The old portion of Route 443, which is now closed to traffic, is a super choice for families with children who want a safe place to ride bicycle or use their in-line skates. Using the Waterville walking bridge as an access to the old road, those with physical handicaps are able to enjoy getting out into the park. Hikers on the Appalachian Trail also cross the Waterville Bridge as they head north to Maine or south to Georgia.

The free-flowing Swatara Creek presents a quiet ride for individuals in boats, rafts, canoes, and kayaks while displaying a varied panoramic view of habitats which provide homes for many birds, amphibians, fish, reptiles and mammals. Anglers are attracted to the Swatara Creek, Trout Run and other small streams in the park. In the cold water areas of the streams they may be lucky enough to catch some native brook trout.

An assessment of twenty-two autumnal vernal ponds indicated a variety of amphibians, including wood frogs, gray tree frogs, spring peepers, American toads, marbled and spotted salamanders. Several ponds also hosted invertebrates such as fairy shrimp, mayfly larva, midge larva and small crustacean.

The mature bottomland and upland forested areas provide food, cover, and nesting areas for wood ducks, the American woodcock, ovenbirds, scarlet tanagers, and the wood thrush. Prairie, cerulean, and worm-eating warblers use the park as a stopover during migration.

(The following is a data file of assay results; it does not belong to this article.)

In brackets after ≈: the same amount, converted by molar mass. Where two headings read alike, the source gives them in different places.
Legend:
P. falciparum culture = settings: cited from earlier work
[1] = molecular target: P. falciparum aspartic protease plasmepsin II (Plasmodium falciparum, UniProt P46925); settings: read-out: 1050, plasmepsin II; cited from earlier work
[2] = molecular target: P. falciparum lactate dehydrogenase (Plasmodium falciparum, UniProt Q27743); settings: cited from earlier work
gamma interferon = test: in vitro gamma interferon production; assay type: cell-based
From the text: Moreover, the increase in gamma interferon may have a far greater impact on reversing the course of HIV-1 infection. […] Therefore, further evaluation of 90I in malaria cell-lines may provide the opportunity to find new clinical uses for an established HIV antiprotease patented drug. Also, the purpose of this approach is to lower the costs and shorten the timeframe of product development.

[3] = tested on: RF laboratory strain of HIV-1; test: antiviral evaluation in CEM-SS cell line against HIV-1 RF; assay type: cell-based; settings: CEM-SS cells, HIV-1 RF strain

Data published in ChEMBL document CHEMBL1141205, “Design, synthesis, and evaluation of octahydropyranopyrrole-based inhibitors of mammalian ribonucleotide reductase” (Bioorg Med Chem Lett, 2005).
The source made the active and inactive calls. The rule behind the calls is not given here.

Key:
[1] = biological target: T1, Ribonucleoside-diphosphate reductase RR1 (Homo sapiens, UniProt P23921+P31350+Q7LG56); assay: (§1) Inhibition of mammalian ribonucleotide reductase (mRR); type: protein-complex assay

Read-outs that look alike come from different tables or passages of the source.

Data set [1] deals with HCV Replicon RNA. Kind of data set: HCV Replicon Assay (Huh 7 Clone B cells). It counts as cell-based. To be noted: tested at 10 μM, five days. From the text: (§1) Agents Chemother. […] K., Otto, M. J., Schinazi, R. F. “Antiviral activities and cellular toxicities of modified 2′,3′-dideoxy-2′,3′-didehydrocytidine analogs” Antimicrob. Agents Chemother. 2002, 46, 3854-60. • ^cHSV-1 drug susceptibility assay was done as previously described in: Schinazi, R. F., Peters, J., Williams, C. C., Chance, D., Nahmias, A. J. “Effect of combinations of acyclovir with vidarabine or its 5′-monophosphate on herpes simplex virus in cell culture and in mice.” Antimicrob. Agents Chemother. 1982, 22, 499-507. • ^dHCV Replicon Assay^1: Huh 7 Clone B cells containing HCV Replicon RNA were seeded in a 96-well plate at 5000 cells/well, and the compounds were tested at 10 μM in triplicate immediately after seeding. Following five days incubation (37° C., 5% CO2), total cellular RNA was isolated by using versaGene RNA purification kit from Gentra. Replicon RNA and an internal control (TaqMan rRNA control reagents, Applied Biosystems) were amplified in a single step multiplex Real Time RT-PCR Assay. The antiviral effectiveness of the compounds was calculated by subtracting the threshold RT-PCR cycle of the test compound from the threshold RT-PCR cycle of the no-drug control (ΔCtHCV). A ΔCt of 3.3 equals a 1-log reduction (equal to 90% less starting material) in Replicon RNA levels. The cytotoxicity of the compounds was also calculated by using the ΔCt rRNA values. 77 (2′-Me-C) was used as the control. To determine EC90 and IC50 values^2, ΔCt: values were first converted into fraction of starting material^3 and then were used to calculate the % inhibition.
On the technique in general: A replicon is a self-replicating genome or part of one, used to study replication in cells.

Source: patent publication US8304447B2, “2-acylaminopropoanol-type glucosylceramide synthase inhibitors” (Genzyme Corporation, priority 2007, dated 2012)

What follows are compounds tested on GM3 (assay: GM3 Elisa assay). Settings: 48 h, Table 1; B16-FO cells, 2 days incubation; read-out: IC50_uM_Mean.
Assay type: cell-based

Hundreds of wildflowers provide color to the landscape throughout the seasons. Finding the myriad of blooms is an interesting treasure hunt and helps one appreciate Rachel Carson’s words "Nature gives to every time and season a beauty of its own". "Kodak moments" abound for the photographers, as they discover pink lady slippers, showy orchis, wood betony, bishop’s cap, cardinal flower, ladies tresses, fringed polygala, and turk’s cap.

The fossil bed along Old State Road is the scene of school field trips, family groups and university professors. The Upper Mahantango formation contains significant marine fossils, which attract collectors.

The historical and archaeological value of the Park, with the remnants of the Old Canal and several locks, the possible Indian Campsites and trails, affords one many hours of interesting explorations.